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Salt Lake City Bookkeeping Blog

Restaurant Bookkeeping: Develop A Dialed System For Greater Efficiency... and Profits!

Posted by Matt Roberge on Mar 11, 2013 7:00:00 AM

Let's face it, owning a restaurant  caRestaurant Bookkeeping POSn be tough... 

That's why developing a restaurant bookkeeping system that works is so essential.  

As you're likely aware, the restaurant industry has very tight profit margins. And that's precisely why developing an efficient and accurate bookkeeping system is of utmost importance.  

What's more, your restaurant bookkeeping system needs to identify and control issues such as theft, loss of inventory, and profitability.  

Fact is, there are many challenges to implementing a restaurant bookkeeping system that works properly.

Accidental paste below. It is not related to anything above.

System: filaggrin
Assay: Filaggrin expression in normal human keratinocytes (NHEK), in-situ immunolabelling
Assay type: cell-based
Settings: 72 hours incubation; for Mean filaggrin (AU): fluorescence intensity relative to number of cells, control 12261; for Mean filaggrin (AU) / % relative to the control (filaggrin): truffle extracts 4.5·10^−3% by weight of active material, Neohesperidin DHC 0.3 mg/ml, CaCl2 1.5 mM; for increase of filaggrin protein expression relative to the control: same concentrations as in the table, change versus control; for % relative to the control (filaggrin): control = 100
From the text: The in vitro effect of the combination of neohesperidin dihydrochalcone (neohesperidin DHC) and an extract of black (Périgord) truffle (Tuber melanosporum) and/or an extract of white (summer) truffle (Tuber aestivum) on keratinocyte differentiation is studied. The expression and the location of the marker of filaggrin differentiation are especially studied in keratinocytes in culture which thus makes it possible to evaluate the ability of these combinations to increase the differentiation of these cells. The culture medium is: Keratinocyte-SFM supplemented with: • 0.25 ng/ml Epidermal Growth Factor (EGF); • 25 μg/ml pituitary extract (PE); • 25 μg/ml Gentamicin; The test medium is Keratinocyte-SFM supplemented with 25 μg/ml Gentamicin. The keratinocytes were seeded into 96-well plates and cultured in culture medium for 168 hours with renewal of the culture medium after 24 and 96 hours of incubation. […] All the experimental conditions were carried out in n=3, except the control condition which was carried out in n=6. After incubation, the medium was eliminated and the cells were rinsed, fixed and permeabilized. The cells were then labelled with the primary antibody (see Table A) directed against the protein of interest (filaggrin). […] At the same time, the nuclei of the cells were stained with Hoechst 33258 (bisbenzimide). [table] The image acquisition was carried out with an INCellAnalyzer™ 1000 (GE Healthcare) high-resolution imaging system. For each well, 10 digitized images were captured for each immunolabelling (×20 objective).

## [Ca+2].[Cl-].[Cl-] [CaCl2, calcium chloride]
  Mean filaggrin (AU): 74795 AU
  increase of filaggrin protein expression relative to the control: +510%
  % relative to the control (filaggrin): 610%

With over five years of experience in restaurant management and 10+ years of restaurant specific bookkeeping experience I have a great understanding of how a restaurant works; both from an operational standpoint and a behind the scenes "big picture" financial standpoint.  

Here's the best advice I can offer on setting up a dialed restaurant bookkeeping system...  


Use Your Restaurant P.O.S System As A Tool

If you use a point of sale (P.O.S) system for your restaurant, you need to use all the functions of the system.  Take the time to work through the proper set up of your P.O.S system with the programmers.  Learn the ins and outs of the system and figure out how to best use it for your restaurant.